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UN chief calls on rival Sudan leaders to end violence | UN News

As the fighting escalated, Antonio Guterres called on the military and paramilitaries to restore calm and engage in dialogue.

UN Secretary-General António Guterres has strongly condemned the outbreak of violence in Sudan, calling on the leaders of the warring parties to immediately cease hostilities and engage in dialogue.

Guterres made the comments on Monday, the third day of fighting between Sudanese troops and the powerful Rapid Support Forces (RSF) paramilitary group.

About 100 civilians have been killed so far, according to doctors, but there are fears the death toll could be much higher. Both sides claim to have made progress in strategic areas, but there is no information on the number of fighters killed.

Fighting between forces loyal to Army Commander-in-Chief Abdul Fattah al-Burhan and Rapid Support Forces Commander Mohammad Hamdan Dagalo has forced residents to stay at home due to power outages and lack of water. Hospitals were shelled and looting was reported.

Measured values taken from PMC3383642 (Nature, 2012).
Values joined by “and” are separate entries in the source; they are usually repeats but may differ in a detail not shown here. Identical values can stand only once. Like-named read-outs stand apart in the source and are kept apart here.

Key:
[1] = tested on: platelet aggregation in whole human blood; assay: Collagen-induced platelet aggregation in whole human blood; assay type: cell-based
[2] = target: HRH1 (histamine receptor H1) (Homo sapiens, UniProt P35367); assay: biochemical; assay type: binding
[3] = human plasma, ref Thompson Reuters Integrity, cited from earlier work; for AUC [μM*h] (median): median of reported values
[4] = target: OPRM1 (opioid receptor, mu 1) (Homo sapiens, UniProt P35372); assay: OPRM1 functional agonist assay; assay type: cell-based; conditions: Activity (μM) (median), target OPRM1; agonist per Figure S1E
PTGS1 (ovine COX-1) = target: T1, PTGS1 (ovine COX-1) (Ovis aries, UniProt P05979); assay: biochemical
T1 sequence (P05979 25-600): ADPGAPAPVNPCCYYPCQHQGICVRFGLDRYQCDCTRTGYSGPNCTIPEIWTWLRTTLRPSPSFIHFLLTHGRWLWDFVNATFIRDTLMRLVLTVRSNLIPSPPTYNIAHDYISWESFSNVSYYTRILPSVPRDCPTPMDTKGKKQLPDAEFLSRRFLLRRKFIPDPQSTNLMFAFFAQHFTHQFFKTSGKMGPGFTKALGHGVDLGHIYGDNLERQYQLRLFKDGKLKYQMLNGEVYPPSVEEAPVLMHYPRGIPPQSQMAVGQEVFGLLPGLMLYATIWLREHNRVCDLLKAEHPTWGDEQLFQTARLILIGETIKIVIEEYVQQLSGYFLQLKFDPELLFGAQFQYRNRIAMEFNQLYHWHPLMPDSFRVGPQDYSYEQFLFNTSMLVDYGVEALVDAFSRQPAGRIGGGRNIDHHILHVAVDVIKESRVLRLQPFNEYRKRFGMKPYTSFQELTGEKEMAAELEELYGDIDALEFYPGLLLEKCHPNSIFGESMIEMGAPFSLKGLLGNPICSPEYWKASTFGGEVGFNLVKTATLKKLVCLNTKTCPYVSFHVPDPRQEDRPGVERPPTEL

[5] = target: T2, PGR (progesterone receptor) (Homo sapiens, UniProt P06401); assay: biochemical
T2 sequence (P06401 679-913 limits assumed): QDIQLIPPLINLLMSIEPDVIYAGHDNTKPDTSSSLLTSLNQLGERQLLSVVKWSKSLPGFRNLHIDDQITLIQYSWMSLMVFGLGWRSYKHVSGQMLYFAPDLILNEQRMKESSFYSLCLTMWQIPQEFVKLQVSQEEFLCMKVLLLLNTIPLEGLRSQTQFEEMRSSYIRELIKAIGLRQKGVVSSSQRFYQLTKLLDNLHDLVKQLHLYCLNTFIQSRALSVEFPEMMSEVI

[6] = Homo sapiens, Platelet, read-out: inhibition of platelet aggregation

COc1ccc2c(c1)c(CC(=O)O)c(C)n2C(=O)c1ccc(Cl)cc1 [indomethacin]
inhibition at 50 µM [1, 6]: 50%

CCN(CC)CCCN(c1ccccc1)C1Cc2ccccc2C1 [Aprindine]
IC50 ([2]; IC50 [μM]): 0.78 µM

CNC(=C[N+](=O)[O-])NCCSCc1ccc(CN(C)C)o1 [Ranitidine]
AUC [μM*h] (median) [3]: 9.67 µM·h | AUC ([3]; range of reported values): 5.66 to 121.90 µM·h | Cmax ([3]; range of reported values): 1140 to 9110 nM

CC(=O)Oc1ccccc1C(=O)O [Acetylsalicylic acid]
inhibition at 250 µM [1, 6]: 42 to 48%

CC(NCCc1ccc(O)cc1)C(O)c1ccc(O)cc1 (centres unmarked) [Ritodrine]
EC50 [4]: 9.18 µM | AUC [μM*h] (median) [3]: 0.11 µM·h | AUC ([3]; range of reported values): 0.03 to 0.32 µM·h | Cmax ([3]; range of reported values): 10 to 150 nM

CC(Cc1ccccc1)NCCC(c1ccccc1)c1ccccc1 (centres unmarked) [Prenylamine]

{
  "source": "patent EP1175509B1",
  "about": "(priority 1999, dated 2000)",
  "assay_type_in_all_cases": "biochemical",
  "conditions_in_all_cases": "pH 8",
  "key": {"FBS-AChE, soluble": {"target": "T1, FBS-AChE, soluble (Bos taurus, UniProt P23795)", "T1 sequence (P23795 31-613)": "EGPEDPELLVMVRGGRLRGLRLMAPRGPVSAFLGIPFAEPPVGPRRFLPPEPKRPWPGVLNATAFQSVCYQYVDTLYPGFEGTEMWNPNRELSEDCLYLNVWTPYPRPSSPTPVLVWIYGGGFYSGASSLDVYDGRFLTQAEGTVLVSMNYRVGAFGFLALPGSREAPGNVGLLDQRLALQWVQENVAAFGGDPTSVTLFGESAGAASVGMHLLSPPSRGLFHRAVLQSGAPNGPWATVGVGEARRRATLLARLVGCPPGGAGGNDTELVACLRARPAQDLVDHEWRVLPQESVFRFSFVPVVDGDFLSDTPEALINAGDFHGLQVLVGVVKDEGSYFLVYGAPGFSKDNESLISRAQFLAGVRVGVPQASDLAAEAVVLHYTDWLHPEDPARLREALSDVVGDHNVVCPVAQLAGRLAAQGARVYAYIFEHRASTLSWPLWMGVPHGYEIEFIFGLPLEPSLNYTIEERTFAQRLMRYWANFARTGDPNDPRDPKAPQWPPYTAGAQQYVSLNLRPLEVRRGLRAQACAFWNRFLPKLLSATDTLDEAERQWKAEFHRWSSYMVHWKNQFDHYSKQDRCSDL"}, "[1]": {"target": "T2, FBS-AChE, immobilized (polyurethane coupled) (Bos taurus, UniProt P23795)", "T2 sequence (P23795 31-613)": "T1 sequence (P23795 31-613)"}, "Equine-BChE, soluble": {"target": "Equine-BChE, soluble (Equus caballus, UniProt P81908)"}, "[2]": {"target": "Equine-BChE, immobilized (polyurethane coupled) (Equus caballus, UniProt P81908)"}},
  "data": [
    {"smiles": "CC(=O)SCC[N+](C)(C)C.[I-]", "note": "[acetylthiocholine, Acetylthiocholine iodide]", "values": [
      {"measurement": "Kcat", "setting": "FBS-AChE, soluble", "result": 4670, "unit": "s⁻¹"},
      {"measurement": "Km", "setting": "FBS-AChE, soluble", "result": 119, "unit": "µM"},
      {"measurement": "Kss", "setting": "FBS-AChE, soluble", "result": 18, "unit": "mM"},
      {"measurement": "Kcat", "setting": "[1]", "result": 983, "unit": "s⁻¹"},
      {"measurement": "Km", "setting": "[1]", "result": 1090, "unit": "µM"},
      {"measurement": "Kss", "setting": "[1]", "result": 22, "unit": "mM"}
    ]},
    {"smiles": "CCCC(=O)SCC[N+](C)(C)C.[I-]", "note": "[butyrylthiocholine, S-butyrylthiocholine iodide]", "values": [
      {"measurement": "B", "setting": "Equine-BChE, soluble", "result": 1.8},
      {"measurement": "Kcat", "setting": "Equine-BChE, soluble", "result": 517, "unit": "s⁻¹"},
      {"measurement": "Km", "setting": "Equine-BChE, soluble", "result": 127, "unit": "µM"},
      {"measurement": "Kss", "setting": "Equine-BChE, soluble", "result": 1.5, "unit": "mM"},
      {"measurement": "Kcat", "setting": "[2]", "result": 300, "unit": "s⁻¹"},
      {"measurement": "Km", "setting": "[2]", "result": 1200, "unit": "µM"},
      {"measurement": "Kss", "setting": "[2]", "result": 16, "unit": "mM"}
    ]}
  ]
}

In his opening remarks at the Development Finance Forum in New York on Monday, Guterres said he had spoken to the two rival leaders and urged them to return to calm — though both Burhan and Dagalo said they did not want talks .

“This situation has already resulted in a horrific loss of life, including many civilians,” the UN secretary-general said. “Any further escalation could be devastating to the country and the region.”

“I urge all those with influence on the situation to use it for the cause of peace and support efforts to end the violence, restore order and return to the path of transition,” Guterres said.

The violence has again interrupted Sudan’s fragile transition to democracy after longtime ruler Omar al-Bashir stepped down in 2019.

“The humanitarian situation in Sudan is already precarious and is now catastrophic,” Guterres said, reiterating the United Nations’ “full support” for the people of the country in their efforts to “restore a democratic transition and build a peaceful and secure future.”

The UN Security Council was due to meet behind closed doors later on Monday to discuss the situation in Sudan.

Meanwhile, the ICRC’s Alyona Synenko said the situation for civilians was “getting worse” as fighting overwhelmed hospitals.

Synenko told Al Jazeera: “The priority now is to enable medical personnel such as first responders to provide emergency care to injured people.”

She added that the fighting took place near densely populated civilian neighborhoods and infrastructure.

“If this critical infrastructure is compromised, the impact on urban populations will be severe,” Synenko said.

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